How to avoid kite stalling after a fall

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kite-uk
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Tue Sep 04, 2012 7:22 pm

I know what you mean. I personaly don't think i am too bad at the control part as Used LEi's in my Buggies so much the same easy does it and control it. But yeah I can see if some one was on off on off that could really up set the balance of the kite. I was out the other night and at times the gusts came in and it was a matter of letting off much like sailing trimming the sail to suit conditions.

I have no mastered one handed yet :lol:
hoxton
Posts: 95
Joined: Tue Apr 09, 2013 5:05 pm

Thu Aug 15, 2013 8:26 pm

southseasailor wrote:I was told on this site, to pull on some depower when learning. Its easy to keep the bar in too close and get a backstall, which hinders your progress. It helped me quite a lot.
Yeah I agree with this whole-heartedly. One of the reasons your kite could be stalling is because its not trimmed properly. I recommend trimming your kite so that when your bar is all the way in your kite is not back-stalling. I have found this great because it's basically an un-hooked set-up. It means you will have to ride a bit more agressively but allows you to head up-wind better as your body position tends to improve as your shoulders move back. It also means that when you are pulling your tricks, with the bar all the way in you will have a consistent power which will help you a lot at the start as it removes one variable (where is my bar? oh Sh*t i've stalled the kite!).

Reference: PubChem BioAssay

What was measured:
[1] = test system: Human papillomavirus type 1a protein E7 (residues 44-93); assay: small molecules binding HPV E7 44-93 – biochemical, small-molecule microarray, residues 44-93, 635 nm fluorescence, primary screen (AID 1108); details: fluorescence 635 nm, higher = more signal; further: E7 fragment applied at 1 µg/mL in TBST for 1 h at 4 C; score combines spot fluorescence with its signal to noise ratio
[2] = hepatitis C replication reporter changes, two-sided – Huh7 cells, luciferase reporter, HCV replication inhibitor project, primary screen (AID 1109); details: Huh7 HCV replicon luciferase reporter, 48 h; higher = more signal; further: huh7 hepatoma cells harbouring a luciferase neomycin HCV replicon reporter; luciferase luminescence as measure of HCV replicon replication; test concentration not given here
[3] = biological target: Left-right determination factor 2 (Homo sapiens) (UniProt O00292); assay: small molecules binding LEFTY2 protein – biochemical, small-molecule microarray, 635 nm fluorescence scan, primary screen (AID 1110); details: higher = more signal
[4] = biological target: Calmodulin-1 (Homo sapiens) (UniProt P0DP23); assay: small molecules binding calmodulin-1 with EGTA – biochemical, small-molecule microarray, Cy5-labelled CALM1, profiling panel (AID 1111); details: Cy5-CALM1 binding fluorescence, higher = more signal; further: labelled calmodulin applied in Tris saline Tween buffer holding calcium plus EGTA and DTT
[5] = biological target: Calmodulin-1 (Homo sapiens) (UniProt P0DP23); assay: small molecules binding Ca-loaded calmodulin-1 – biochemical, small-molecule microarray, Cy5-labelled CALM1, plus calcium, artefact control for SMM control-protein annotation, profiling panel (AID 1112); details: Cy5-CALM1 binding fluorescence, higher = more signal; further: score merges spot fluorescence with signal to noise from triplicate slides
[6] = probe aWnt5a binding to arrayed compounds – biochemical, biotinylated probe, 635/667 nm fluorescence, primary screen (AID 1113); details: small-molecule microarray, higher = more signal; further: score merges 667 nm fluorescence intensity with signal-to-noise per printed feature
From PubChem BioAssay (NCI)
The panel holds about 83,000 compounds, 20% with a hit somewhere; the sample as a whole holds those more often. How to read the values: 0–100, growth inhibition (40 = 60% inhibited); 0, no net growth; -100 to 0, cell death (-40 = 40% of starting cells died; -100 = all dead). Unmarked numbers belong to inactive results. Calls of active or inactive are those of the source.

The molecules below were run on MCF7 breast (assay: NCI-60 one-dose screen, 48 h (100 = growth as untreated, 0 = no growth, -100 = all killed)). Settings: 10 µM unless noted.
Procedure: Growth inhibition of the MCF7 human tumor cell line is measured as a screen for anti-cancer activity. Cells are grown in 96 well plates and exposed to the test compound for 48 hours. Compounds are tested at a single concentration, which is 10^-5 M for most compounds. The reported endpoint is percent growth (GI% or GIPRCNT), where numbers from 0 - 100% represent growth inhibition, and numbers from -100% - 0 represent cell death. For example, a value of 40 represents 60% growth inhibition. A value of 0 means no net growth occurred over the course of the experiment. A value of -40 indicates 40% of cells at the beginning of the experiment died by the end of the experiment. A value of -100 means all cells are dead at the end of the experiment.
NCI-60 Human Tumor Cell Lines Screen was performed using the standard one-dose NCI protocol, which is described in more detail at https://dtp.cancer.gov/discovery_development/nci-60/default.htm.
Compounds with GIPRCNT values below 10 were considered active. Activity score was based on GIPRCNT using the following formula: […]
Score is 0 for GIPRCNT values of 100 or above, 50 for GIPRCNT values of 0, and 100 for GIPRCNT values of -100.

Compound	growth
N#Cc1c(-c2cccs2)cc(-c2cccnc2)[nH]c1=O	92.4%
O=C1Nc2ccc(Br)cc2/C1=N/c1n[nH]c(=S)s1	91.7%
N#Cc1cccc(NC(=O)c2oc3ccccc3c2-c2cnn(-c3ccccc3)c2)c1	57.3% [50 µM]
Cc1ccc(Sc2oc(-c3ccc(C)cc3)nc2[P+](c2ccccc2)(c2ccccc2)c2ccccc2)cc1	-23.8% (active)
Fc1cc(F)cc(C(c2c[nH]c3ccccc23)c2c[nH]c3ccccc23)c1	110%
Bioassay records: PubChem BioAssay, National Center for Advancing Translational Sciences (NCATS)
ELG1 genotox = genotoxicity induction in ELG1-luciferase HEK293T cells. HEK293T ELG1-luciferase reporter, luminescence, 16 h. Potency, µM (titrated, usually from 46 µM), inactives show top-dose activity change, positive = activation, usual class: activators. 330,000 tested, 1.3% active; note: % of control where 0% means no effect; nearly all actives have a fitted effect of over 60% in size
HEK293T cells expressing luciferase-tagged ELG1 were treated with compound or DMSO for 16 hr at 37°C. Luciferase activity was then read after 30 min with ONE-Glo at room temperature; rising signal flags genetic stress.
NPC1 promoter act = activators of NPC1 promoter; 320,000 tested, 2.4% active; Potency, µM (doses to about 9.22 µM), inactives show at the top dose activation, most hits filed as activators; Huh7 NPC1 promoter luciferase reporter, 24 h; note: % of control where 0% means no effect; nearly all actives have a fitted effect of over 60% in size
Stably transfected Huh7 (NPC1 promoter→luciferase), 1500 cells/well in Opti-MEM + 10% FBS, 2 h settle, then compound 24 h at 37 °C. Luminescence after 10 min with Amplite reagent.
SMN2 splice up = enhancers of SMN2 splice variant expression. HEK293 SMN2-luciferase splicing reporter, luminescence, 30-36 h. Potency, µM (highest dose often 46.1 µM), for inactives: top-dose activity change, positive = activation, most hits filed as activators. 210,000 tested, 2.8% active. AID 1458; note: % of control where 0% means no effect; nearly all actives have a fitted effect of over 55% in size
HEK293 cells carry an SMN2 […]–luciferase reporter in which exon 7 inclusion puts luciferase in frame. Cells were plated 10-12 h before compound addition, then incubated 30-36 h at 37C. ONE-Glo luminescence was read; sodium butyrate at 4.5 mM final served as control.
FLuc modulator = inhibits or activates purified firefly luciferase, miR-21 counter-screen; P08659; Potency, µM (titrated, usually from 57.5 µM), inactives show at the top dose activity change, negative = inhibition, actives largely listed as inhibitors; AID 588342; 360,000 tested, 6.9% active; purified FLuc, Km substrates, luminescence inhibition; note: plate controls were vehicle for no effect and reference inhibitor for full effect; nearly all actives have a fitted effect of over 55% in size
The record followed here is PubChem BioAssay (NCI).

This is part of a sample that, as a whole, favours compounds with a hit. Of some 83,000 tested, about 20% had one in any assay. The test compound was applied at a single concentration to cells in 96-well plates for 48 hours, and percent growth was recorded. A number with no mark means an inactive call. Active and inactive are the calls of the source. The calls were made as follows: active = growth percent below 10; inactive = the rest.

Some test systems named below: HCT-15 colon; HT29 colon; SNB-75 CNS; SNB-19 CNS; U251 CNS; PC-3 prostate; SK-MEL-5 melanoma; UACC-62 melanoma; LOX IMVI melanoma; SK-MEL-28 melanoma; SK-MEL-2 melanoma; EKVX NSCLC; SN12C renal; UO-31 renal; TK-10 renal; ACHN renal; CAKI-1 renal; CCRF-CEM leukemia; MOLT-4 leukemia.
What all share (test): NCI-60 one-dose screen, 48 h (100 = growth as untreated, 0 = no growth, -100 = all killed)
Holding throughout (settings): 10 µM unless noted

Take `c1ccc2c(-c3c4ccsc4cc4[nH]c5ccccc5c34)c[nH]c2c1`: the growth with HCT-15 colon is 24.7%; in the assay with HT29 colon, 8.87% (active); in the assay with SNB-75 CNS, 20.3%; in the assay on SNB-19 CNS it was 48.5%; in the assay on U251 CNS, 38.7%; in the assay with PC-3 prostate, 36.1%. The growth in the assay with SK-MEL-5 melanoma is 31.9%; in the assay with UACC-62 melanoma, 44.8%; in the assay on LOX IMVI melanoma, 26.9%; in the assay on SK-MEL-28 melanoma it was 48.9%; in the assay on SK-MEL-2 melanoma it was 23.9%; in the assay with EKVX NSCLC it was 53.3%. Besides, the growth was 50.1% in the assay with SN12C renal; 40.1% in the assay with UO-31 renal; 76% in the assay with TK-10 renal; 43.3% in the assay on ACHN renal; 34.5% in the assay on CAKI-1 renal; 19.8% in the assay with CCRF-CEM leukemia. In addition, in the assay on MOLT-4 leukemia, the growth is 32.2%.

Crash course in trimming your kite.
On the beach- as long as it's not gusty, or super strong- put your kite at twelve, pull the bar in all the way and slowly pull in the de-power strap untill the kite stops falling backwards. move the kite a bit, back to twelve and check. If the kite is moving over your head then release the depower slighlty until its stationary. Check again.

A common misconception is that by pulling on the de-power strap you are de-powering the kite, however this is only half true, if you de-power the kite until it flies how I have said it is actually increasing the power in it. Basically you are decreasing the angle of attack on your "wing" so that you get maximum lift and minimum turbulence (which causes your back-stall)

On the water, Kite at 45, bar all the way in, again just fiddle with the de-power until it stops sliding backwards. I prefer this as it stops the kite from lofting you in strong winds. You can also do this on land, as a fine tuning technique, walk towards the kite as it's in this position, you might find that you may have to trim it a tiny bit more.
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